Seagate' (STX) announcement that it has ended talks with private equity group over taking the company private is not exactly a surprise, an analyst with ThinkEquity said.

On Wednesday, Seagate said it has terminated discussions with private equity (PE) firms regarding a going private transaction, as the two parties could not agree to a valuation range. Meanwhile, the hard disk drive (HDD) maker said it will buy back as much as $2 billion of its common shares.

On Oct.14, Seagate said it has initiated talks with an unnamed party to take it private. Reports from Bloomberg said private equity firms TPG, Kohlberg Kravis Roberts and Bain Capital are among those interested for the hard disk drive maker.

Seagate said it hired Morgan Stanley and Perella Weinberg Partners to advise them on the deal, which would have been the Seagate's second leveraged buyout (LBO) in a decade.

The termination of STX's LBO discussions with PE firms is not exactly a surprise to us considering the prevailing weak fundamentals of the HDD industry, in our view. We believe a combination of weak PC demand and industry overcapacity are likely to persist in the near-term, which make future free cash flow (FCF) at the HDD players highly uncertain, analyst Rajesh Ghai wrote in a note to clients.

Besides the weak fundamentals that have crimped industry gross margins in recent quarters, the analyst said the potential for private equity investors to squeeze cost out of STX was also limited considering the restructuring at the company last year.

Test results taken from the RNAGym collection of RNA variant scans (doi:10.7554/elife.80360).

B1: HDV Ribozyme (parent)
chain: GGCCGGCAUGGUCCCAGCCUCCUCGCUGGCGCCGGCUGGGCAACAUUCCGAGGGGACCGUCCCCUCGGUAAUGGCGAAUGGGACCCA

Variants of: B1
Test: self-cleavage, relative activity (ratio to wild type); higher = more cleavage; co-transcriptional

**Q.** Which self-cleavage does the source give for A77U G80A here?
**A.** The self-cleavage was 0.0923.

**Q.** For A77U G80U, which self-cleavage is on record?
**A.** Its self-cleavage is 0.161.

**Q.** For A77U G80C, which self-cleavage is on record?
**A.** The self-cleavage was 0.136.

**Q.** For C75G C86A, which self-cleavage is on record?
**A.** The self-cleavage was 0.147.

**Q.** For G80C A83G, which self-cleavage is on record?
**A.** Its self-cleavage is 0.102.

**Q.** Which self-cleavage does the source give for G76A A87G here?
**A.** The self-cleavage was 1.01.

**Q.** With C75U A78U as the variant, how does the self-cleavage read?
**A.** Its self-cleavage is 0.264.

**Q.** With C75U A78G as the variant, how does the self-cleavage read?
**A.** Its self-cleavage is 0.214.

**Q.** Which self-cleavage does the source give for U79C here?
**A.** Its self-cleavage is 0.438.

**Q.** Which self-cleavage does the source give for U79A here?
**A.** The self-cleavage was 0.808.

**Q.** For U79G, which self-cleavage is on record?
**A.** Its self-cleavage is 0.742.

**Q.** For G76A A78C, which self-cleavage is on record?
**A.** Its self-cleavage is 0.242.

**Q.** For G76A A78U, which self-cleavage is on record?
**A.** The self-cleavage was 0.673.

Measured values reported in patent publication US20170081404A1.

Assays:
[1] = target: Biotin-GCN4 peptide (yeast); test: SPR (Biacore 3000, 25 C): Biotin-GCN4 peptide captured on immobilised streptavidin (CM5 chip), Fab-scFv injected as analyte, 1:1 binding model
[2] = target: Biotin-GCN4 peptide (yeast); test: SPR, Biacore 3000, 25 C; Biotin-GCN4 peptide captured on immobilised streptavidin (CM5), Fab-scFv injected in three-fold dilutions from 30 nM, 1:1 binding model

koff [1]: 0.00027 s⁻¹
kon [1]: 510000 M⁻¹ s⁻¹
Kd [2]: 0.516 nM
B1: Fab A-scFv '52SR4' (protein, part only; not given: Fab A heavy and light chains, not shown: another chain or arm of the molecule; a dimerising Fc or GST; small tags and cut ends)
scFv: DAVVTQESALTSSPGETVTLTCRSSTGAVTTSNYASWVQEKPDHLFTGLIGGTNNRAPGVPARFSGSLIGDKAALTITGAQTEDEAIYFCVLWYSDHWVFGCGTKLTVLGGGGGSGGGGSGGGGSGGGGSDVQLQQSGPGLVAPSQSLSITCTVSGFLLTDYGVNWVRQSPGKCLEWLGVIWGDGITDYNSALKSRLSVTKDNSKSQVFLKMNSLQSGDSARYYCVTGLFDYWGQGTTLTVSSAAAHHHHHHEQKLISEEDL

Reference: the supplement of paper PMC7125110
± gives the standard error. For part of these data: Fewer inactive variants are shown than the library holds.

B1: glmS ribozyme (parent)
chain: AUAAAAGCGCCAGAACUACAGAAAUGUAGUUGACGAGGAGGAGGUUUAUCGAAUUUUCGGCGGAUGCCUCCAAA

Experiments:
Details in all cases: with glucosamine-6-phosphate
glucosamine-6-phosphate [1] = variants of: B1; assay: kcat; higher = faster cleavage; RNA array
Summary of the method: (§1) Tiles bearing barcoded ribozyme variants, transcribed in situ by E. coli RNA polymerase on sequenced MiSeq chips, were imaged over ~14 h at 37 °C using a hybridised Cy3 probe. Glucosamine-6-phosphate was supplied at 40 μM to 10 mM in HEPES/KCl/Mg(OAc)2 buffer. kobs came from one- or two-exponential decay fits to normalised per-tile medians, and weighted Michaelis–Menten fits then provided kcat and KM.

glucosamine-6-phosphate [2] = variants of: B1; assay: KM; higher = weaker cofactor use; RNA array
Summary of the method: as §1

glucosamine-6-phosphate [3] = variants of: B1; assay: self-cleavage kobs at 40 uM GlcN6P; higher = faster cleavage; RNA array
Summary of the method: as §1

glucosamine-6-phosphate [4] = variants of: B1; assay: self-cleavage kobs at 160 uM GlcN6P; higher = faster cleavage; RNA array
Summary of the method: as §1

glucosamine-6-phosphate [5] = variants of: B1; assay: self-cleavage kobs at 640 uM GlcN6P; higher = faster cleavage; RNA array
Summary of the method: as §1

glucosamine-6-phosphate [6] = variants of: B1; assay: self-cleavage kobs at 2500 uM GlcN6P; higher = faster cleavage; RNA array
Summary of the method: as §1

..any valuation that did not take into account the normalized FCF of the company (about $1.2 million annually in our estimate) would have been unacceptable to STX's management and shareholders, Ghai said.

Meanwhile, Seagate said it believes that the demand for hard disk drives has improved, and the current expectation for the total available market in the December 2010 quarter is approaching 170 million units. Additionally, supply and demand appear to be well balanced, with the company's inventory across all channels at or below targeted levels.

As such, for the December 2010 quarter, the company expects revenue to be at least $2.7 billion and gross margin as a percent of revenue to be at least 19.5 percent.

However, Ghai has different views and said the company's gross margin outlook reflects pricing pressure resulting from industry demand-supply imbalance contrary to the Seagate's claims of well balanced supply and demand.

Although we are encouraged that the company estimates the HDD total addressable market for 2QFY11 to grow sequentially to 170 million units from 165 million units in 1QFY11, the fact that the company expects revenue to be in-line with Street consensus estimates ($2.7 billion) and gross margins to decline further by 100 basis points sequentially to 19.5 percent indicates to us that overcapacity and resulting pricing pressure issues are far from over, the analyst said.

Ghai, who has a hold rating on Seagate stock, has cut the price target to $14 from $16.

Seagate, which has a market capitalization of more than $6 billion, is facing intense competition from rivals such as Western Digital Corp (WDC). On Oct. 20, Seagate reported lower-than- expected quarterly profit and sales at 37 cents a share and $2.7 billion, respectively.

Following the collapse of buyout talks, shares of California Seagate fell 6 percent, or 83 cents, in the Monday's after hour trading. They ended Monday's regular trading session at $13.86.